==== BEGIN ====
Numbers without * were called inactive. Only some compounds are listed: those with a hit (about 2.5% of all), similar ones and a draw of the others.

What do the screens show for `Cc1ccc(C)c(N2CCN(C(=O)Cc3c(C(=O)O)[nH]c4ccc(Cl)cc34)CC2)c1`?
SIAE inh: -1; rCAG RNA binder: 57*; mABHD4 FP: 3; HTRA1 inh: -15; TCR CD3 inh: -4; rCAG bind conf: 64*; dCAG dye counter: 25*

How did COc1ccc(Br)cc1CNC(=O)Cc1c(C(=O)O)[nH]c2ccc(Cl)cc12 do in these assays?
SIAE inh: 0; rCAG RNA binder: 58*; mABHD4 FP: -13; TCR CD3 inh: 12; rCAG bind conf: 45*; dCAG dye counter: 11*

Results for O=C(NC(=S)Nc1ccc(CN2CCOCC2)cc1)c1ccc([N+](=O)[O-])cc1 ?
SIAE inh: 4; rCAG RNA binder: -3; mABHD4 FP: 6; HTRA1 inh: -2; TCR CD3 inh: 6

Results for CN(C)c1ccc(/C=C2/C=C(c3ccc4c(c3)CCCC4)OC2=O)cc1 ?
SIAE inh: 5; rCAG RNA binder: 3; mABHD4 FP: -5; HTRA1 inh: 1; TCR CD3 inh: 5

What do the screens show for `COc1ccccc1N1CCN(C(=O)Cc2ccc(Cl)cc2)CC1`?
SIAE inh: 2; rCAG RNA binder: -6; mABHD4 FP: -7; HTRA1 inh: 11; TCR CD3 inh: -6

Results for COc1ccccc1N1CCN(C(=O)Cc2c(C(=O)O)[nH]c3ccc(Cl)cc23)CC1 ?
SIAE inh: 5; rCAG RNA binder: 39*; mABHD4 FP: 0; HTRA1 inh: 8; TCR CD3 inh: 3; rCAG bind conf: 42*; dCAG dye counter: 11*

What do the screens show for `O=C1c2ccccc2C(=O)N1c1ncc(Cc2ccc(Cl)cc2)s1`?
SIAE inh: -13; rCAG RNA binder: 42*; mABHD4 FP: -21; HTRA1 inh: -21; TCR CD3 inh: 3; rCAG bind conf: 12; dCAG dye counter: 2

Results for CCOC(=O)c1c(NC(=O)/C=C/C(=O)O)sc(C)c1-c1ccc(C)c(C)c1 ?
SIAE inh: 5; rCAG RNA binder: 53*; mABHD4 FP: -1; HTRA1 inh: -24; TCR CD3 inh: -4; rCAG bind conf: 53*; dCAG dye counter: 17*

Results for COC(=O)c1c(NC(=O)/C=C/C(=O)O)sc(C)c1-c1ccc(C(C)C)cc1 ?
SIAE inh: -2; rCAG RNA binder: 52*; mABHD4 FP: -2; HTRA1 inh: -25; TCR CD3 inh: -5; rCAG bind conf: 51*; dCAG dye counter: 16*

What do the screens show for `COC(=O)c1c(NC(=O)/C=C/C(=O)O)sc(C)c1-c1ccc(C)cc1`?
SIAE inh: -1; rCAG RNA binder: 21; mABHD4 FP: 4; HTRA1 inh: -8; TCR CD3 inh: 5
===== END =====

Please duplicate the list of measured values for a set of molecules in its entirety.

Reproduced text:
Numbers without * were called inactive. Only some compounds are listed: those with a hit (about 2.5% of all), similar ones and a draw of the others.

What do the screens show for `Cc1ccc(C)c(N2CCN(C(=O)Cc3c(C(=O)O)[nH]c4ccc(Cl)cc34)CC2)c1`?
SIAE inh: -1; rCAG RNA binder: 57*; mABHD4 FP: 3; HTRA1 inh: -15; TCR CD3 inh: -4; rCAG bind conf: 64*; dCAG dye counter: 25*

How did COc1ccc(Br)cc1CNC(=O)Cc1c(C(=O)O)[nH]c2ccc(Cl)cc12 do in these assays?
SIAE inh: 0; rCAG RNA binder: 58*; mABHD4 FP: -13; TCR CD3 inh: 12; rCAG bind conf: 45*; dCAG dye counter: 11*

Results for O=C(NC(=S)Nc1ccc(CN2CCOCC2)cc1)c1ccc([N+](=O)[O-])cc1 ?
SIAE inh: 4; rCAG RNA binder: -3; mABHD4 FP: 6; HTRA1 inh: -2; TCR CD3 inh: 6

Results for CN(C)c1ccc(/C=C2/C=C(c3ccc4c(c3)CCCC4)OC2=O)cc1 ?
SIAE inh: 5; rCAG RNA binder: 3; mABHD4 FP: -5; HTRA1 inh: 1; TCR CD3 inh: 5

What do the screens show for `COc1ccccc1N1CCN(C(=O)Cc2ccc(Cl)cc2)CC1`?
SIAE inh: 2; rCAG RNA binder: -6; mABHD4 FP: -7; HTRA1 inh: 11; TCR CD3 inh: -6

Results for COc1ccccc1N1CCN(C(=O)Cc2c(C(=O)O)[nH]c3ccc(Cl)cc23)CC1 ?
SIAE inh: 5; rCAG RNA binder: 39*; mABHD4 FP: 0; HTRA1 inh: 8; TCR CD3 inh: 3; rCAG bind conf: 42*; dCAG dye counter: 11*

What do the screens show for `O=C1c2ccccc2C(=O)N1c1ncc(Cc2ccc(Cl)cc2)s1`?
SIAE inh: -13; rCAG RNA binder: 42*; mABHD4 FP: -21; HTRA1 inh: -21; TCR CD3 inh: 3; rCAG bind conf: 12; dCAG dye counter: 2

Results for CCOC(=O)c1c(NC(=O)/C=C/C(=O)O)sc(C)c1-c1ccc(C)c(C)c1 ?
SIAE inh: 5; rCAG RNA binder: 53*; mABHD4 FP: -1; HTRA1 inh: -24; TCR CD3 inh: -4; rCAG bind conf: 53*; dCAG dye counter: 17*

Results for COC(=O)c1c(NC(=O)/C=C/C(=O)O)sc(C)c1-c1ccc(C(C)C)cc1 ?
SIAE inh: -2; rCAG RNA binder: 52*; mABHD4 FP: -2; HTRA1 inh: -25; TCR CD3 inh: -5; rCAG bind conf: 51*; dCAG dye counter: 16*

What do the screens show for `COC(=O)c1c(NC(=O)/C=C/C(=O)O)sc(C)c1-c1ccc(C)cc1`?
SIAE inh: -1; rCAG RNA binder: 21; mABHD4 FP: 4; HTRA1 inh: -8; TCR CD3 inh: 5